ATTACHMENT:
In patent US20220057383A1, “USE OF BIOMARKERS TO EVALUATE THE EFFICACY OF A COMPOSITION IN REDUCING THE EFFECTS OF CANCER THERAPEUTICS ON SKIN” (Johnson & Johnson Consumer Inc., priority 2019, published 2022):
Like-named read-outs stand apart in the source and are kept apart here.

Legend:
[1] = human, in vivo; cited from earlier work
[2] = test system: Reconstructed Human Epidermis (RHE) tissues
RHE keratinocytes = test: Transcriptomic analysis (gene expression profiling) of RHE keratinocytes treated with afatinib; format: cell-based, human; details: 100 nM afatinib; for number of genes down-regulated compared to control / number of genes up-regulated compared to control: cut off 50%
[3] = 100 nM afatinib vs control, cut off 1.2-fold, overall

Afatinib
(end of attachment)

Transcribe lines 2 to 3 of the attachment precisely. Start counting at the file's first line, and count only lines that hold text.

Like-named read-outs stand apart in the source and are kept apart here.

Legend: